A DUNFERMLINE man attacked his wife violently in her home when he suspected she was having an affair after they separated.

The woman was grabbed by the hair, forced upstairs and her husband sat on top of her, while holding a knife. There was a struggle and the victim suffered a cut.

The shocking assault was carried out by 51-year-old David Marshall, of Sycamore Grove, leading to him appearing in the dock at Dunfermline Sheriff Court.

He admitted that on May 25, at an address in Dunfermline, he assaulted his wife by taking hold of her hair whilst holding a kitchen knife, forcibly directed her upstairs, pushed her onto a bed and sat astride her, to her injury.

Depute fiscal Azrah Yousaf said the incident occurred when Marshall accused his estranged wife of having an affair and picked up a kitchen knife with a 20-centimetre blade.

Grabbing her by the hair, Marshall forced his wife upstairs, put her on the bed and sat astride her.

The terrified woman was screaming, the court was told. She struggled with him and sustained a cut to her finger inflicted by the knife.

Marshall then handed the knife to his wife, who ran downstairs and out of the property. She phoned her sister, who then contacted the police.

“When police attended, they found the complainer in the street. She was distressed and had a cut to her finger,” added the depute.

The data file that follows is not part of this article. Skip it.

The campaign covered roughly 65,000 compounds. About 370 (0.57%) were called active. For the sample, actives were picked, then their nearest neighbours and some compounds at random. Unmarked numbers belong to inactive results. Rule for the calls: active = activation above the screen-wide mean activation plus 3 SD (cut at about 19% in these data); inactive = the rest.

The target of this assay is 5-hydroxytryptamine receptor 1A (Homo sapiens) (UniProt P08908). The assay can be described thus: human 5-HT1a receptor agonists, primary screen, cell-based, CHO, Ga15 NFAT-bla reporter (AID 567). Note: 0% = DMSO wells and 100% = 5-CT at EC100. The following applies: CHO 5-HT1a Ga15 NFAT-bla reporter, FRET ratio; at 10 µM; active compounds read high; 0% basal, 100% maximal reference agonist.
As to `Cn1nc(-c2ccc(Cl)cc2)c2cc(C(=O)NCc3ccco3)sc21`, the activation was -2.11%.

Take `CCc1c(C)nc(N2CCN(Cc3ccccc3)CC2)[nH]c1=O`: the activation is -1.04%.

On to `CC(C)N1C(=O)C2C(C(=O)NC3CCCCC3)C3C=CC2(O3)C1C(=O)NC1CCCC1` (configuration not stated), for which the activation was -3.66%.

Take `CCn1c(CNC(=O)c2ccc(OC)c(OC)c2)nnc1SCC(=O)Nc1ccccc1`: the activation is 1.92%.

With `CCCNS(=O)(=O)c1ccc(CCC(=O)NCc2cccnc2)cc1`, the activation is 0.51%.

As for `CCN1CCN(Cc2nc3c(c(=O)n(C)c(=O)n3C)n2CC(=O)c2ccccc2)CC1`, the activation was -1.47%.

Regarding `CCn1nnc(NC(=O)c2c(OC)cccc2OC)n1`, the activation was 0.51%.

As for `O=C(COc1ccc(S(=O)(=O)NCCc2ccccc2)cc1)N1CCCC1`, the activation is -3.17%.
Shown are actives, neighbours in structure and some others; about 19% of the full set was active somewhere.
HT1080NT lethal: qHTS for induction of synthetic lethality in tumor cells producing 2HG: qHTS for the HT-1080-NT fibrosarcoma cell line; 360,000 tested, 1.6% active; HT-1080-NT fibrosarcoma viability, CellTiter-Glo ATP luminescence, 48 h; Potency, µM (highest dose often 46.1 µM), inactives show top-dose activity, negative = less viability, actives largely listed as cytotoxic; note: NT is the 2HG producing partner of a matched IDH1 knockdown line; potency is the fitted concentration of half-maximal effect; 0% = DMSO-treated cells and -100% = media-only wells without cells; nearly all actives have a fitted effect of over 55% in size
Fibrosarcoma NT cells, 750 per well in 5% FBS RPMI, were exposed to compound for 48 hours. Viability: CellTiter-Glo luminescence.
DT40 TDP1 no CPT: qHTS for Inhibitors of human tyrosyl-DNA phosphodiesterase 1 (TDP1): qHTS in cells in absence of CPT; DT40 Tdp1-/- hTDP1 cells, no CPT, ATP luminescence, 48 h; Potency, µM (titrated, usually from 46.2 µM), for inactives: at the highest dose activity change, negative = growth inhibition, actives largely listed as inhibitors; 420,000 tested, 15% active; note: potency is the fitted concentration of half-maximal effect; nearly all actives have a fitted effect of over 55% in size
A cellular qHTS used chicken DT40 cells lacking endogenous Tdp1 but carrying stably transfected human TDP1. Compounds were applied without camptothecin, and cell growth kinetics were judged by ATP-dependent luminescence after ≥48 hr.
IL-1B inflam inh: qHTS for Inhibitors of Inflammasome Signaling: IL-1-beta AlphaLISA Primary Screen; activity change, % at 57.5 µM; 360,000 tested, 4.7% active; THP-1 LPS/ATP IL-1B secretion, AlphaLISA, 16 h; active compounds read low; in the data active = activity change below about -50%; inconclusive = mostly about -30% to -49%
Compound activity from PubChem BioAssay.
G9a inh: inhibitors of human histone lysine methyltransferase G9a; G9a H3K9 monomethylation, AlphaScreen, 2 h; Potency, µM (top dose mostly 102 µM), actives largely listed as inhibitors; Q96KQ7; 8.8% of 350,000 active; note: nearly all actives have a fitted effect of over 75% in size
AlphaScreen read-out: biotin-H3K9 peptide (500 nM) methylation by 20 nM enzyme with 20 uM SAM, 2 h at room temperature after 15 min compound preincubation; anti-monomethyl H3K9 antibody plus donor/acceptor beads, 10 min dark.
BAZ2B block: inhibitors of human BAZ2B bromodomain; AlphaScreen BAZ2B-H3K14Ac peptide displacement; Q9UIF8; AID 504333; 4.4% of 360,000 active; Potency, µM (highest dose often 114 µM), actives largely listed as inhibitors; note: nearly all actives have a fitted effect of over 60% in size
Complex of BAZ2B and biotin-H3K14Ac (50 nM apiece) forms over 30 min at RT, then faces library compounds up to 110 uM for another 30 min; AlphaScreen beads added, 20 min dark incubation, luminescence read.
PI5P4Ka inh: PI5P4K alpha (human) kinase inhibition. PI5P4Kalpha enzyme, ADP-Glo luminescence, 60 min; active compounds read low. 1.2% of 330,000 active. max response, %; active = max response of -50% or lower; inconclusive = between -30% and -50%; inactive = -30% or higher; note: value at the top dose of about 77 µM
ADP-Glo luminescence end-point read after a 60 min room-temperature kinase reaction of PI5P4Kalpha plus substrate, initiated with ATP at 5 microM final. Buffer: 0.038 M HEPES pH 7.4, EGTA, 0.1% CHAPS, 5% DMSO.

Defence solicitor Peter Robertson said: “He accepts this would have been a very frightening experience for the complainer.”

When the solicitor said there had been a “fidelity issue”, Sheriff Charles MacNair interrupted.

“How could it be a fidelity issue when they were separated?” he asked.

“In his head,” answered the solicitor. He added the couple had known each other for 22 years.

Sheriff Charles MacNair told Marshall: “This was a very, very unpleasant and serious incident. You were holding a knife as you forced your former wife upstairs.

“You had separated from her but you were trying to control her behaviour. The only thing that is stopping you from you starting a custodial sentence is your lack of record. If you had a record, you would be on your way to Perth prison.”

Instead, the sheriff imposed a community payback order with two years’ supervision, 270 hours of unpaid work and £500 compensation.